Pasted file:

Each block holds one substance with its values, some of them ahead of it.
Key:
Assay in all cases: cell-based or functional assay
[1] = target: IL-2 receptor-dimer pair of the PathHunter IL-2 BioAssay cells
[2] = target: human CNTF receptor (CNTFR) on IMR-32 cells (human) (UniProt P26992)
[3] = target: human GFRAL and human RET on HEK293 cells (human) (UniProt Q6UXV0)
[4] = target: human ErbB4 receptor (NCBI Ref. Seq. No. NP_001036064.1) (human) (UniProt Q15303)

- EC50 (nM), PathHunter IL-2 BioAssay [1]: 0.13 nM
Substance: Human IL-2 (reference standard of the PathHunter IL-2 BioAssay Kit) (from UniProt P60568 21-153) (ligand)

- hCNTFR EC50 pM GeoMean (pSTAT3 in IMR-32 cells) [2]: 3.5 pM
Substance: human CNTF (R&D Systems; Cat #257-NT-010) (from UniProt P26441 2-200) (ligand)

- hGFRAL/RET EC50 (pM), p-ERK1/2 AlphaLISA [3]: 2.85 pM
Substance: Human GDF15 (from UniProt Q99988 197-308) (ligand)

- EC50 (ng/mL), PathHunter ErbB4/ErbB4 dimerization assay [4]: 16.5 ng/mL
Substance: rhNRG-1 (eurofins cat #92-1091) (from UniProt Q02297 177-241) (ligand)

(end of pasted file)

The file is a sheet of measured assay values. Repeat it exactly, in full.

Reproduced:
Each block holds one substance with its values, some of them ahead of it.
Key:
Assay in all cases: cell-based or functional assay
[1] = target: IL-2 receptor-dimer pair of the PathHunter IL-2 BioAssay cells
[2] = target: human CNTF receptor (CNTFR) on IMR-32 cells (human) (UniProt P26992)
[3] = target: human GFRAL and human RET on HEK293 cells (human) (UniProt Q6UXV0)
[4] = target: human ErbB4 receptor (NCBI Ref. Seq. No. NP_001036064.1) (human) (UniProt Q15303)

- EC50 (nM), PathHunter IL-2 BioAssay [1]: 0.13 nM
Substance: Human IL-2 (reference standard of the PathHunter IL-2 BioAssay Kit) (from UniProt P60568 21-153) (ligand)

- hCNTFR EC50 pM GeoMean (pSTAT3 in IMR-32 cells) [2]: 3.5 pM
Substance: human CNTF (R&D Systems; Cat #257-NT-010) (from UniProt P26441 2-200) (ligand)

- hGFRAL/RET EC50 (pM), p-ERK1/2 AlphaLISA [3]: 2.85 pM
Substance: Human GDF15 (from UniProt Q99988 197-308) (ligand)

- EC50 (ng/mL), PathHunter ErbB4/ErbB4 dimerization assay [4]: 16.5 ng/mL
Substance: rhNRG-1 (eurofins cat #92-1091) (from UniProt Q02297 177-241) (ligand)